The disadvantages of Internet addiction
In our modern word, being connected to the Internet is a way of life.
And because so many adults – as well as children and teens – require the Internet on a day-to-day basis for work, school or other activities, the potential for Internet addiction is more rampant than ever before.
Yet just like a drug addiction, a shopping obsession or an alcohol problem, too much time spent on the Internet can lead to unhealthy behavioral patterns, poor health outcomes and decreased quality of life.
Internet addiction poses a serious roadblock to maintaining good health. Many people who are obsessed with being online 24/7 do not get adequate exercise, proper nutrition or even exposure to things like fresh air and sunlight. A sedentary lifestyle can lead to serious health complications like heart disease, obesity and diabetes. Those who are always on the computer may also suffer from poor eyesight, as a result of squinting, or bad posture.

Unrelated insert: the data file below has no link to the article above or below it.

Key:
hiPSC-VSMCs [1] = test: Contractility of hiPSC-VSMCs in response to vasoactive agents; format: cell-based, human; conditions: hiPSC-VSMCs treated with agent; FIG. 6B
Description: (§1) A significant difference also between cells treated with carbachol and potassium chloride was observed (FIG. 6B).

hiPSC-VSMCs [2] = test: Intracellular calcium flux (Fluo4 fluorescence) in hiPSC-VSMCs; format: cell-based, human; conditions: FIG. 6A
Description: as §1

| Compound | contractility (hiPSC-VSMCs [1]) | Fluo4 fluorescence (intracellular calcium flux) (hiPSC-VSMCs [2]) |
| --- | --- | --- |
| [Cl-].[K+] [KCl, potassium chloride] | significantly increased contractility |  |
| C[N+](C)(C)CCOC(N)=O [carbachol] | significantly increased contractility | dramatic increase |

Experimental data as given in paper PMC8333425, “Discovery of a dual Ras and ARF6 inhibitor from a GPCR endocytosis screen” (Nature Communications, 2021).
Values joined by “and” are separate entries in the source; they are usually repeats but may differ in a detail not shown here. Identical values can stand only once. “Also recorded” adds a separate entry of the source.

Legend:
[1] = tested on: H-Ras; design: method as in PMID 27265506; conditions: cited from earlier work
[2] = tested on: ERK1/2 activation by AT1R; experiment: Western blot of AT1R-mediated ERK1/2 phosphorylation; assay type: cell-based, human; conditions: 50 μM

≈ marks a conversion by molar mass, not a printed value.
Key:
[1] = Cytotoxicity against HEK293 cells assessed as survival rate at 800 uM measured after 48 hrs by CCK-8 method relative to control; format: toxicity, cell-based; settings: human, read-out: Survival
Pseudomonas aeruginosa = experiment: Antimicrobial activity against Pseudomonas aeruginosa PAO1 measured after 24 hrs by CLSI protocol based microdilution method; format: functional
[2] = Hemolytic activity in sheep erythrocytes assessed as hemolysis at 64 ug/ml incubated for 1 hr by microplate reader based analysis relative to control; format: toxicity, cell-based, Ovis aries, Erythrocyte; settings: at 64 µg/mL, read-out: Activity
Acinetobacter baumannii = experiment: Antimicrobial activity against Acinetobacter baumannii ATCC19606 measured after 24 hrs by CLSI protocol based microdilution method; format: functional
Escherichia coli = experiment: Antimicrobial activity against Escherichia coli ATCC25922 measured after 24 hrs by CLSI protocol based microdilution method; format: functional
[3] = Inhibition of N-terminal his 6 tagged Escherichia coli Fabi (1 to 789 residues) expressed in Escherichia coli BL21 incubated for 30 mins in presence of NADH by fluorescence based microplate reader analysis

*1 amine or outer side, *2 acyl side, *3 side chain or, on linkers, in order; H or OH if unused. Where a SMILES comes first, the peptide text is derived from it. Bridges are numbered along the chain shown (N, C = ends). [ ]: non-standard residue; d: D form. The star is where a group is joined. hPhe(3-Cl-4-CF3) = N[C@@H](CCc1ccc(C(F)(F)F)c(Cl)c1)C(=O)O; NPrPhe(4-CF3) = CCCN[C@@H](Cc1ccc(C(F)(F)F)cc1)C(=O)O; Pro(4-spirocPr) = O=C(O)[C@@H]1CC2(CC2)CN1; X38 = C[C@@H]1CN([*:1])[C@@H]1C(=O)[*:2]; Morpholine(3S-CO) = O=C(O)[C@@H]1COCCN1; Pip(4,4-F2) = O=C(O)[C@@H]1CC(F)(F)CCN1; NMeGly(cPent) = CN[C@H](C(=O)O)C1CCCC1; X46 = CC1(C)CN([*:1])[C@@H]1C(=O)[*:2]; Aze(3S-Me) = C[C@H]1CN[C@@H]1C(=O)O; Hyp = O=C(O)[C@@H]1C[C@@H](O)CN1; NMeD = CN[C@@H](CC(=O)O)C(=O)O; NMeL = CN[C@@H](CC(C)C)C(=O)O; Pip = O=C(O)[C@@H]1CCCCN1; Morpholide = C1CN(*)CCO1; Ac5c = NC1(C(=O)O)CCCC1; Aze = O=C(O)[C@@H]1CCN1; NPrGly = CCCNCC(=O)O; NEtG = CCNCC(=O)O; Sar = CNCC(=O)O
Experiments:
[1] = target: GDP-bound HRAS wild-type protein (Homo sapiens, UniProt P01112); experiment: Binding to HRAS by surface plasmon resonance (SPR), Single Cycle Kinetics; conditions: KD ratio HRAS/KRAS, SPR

While many Internet addicts may interact with other people online, it is often at the expense of maintaining or creating new social relationships with people in their "real" lives. Some studies have shown that people with unhealthy Internet habits may be more prone toward aggressive or suicidal behavior as a result of feeling cut off from other human beings.
Another disadvantage of Internet addiction is the potential for serious consequences in one's career or relationships. Spending too much time online can increase the risk of being late or absent from work, and it can also affect marriages or relationships that can't be sustained due to the severity of the addiction.
Internet addiction can also pose safety concerns for people who are interacting with other people online. Women and children may be vulnerable to pedophiles or people who intend harm but may be too engrossed in the addictive behavior to realize danger until it's too late.
People prone to one addiction may also be vulnerable to develop other addictive behaviors. Therefore, Internet addiction should be taken seriously and treated before it becomes unmanageable.
Source: Mayo Clinic